Last week, in Part I, we began this discussion of Judith Shulevitz’s The New Republic article, “The Grayest Generation,” in which she lamented the societal and biological risks of older parenting.
Men over 50 are three times more likely than men under 25 to father a schizophrenic child.
Fertility doctors do a lot of things to sperm and eggs that have not been rigorously tested, including keeping them in culture media teeming with chemicals that may or may not scramble an embryo’s development.
Commonly used, “Clomid . . . came out particularly badly in a recent New England Journal of Medicine study that rang alarm bells about ART [assisted reproductive technology] and birth defects,” reports Shulevitz. “ICSI (intracytoplasmic) sperm injection shows up in the studies as having higher rates of birth defects than any other popular fertility procedure.”
While she recognizes that women do not want to cut their careers short for the sake of having kids, Judith points out that if they don’t have children, they’re denying themselves s full life.
But older parents have emotional disadvantages. “Procrastinators” become members of the “sandwich generation,” caught between toddlers tugging on one hand and elder parents sharing the latest updates on their ailments. Elderly grandparents provide less support than their younger counterparts.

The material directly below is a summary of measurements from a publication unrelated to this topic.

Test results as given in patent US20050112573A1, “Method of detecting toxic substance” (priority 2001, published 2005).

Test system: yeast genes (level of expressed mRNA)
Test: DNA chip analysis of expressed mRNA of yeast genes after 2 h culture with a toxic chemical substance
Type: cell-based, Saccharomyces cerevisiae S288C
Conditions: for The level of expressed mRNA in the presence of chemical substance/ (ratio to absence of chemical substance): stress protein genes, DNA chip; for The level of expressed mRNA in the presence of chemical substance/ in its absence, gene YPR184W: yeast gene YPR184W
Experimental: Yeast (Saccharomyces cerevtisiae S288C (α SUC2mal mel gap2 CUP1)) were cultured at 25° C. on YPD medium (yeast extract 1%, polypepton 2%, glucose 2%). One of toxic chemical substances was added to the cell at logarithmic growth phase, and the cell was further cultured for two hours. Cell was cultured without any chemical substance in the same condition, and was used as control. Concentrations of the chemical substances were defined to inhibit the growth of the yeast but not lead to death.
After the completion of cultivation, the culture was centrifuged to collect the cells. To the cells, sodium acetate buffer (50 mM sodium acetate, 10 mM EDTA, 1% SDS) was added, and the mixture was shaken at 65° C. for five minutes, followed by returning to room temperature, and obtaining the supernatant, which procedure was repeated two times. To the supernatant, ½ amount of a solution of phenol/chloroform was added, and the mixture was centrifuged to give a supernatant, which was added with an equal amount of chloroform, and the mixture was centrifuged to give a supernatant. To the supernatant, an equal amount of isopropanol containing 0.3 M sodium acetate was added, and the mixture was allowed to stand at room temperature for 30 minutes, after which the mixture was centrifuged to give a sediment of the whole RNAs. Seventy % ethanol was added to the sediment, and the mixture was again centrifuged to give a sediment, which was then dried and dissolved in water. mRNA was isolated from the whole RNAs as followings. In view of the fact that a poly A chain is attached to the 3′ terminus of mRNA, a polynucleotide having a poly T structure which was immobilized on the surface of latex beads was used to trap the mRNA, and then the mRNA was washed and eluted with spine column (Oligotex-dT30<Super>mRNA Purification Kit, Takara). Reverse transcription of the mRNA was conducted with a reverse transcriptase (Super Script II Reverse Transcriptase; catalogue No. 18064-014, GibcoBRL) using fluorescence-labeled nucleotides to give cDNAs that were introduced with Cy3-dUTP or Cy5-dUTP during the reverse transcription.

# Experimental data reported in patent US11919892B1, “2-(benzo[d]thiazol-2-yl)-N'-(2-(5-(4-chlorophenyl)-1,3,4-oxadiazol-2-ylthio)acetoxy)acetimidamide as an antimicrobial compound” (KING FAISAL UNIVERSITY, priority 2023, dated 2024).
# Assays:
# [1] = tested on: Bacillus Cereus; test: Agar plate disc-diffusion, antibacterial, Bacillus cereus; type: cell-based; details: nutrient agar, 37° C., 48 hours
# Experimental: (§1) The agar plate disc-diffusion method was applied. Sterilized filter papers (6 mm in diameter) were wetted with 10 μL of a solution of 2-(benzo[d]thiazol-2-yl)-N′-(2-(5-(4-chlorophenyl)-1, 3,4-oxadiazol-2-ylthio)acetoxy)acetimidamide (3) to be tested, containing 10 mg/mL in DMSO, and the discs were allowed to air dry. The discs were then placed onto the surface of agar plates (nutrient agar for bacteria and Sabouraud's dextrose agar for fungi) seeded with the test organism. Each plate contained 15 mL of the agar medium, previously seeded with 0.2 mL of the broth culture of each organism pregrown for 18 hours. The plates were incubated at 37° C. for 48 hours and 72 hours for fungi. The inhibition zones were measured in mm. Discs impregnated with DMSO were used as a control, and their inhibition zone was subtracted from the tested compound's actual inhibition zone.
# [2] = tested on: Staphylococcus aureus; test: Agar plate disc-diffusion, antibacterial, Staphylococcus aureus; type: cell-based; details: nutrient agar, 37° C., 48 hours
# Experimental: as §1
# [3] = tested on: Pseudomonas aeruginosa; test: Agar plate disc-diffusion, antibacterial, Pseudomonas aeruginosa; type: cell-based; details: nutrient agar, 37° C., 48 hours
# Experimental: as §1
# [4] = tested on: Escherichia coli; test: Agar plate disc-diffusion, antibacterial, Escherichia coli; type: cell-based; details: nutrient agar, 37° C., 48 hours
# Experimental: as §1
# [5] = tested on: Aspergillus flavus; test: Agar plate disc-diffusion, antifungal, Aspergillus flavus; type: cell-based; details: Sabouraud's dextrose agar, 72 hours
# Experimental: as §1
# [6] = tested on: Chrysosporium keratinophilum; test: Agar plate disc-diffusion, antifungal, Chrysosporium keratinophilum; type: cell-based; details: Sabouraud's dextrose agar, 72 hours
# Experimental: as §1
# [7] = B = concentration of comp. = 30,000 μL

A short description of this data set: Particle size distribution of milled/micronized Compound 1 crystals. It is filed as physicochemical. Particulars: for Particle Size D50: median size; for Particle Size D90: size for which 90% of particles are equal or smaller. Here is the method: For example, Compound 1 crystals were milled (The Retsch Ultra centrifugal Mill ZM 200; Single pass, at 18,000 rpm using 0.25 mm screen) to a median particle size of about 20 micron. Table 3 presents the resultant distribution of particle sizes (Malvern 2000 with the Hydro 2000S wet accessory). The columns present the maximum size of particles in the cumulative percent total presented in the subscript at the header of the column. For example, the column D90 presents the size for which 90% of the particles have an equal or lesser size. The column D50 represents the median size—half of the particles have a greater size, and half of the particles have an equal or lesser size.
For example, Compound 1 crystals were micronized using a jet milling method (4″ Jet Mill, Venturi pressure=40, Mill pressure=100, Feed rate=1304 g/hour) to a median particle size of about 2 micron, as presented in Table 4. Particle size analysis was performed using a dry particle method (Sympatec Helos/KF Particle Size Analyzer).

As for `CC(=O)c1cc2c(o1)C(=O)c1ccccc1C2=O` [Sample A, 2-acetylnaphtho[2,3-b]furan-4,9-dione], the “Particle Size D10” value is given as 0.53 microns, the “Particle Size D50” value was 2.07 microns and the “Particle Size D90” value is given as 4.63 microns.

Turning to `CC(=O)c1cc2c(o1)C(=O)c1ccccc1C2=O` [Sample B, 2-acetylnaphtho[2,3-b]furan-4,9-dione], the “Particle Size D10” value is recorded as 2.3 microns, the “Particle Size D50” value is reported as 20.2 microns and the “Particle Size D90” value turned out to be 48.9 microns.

What haunts her about her own kids is the gamble of dying before they’re ready to set out on their own.
And these problems could proliferate if “aging parents are, in fact, producing a growing subpopulation of children with neurological or other disorders who will require a lifetime of care. Schizophrenia, for instance, usually sets in during a child’s late teens or early twenties. [British psychiatrist] Avi Reichenberg sums up the problem bluntly. ‘Who is going to take care of that child?’ he asked, ‘Some seventy-five-year-old demented father?’”
The birthrate has dropped by a significant 45 percent around the world since 1975. By 2010, the average number of births per woman had decreased from 4.7 to 2.6.
While Shulevitz is making compelling arguments about older parenting, ones with which we agree, the goals of her arguments are where we part company. She makes the case that society needs to reform itself so that parents become parents at earlier stages of life. That way there will be fewer disabled children, more individuals to care for older generations, and enough workers to replace the aging people who will be better able to adapt to new technologies. She concedes that fewer people means less demand for food, water, land and energy.
Let’s start with the latter first. As we have written on several occasions, when societies move into the middle classes, their per capita consumption of food, water, land and energy skyrocket. Bigger homes, conspicuous consumption, wasted water, cars, heating and air conditioning; you get the picture.
It seems to us that there are three choices for the career-focused. Have your career or your kids. If you want them both, do as many others have done, and burn the candle at both ends earlier in adulthood. But making kids in order to provide preceding generations with a support system is selfish, reckless, and the world’s ultimate Ponzi scheme. We have to stop at some point. Are the projections of 10 billion-plus devourers of natural resources, clean air, and water by the end of this century not enough to scare the bejeezus out of us?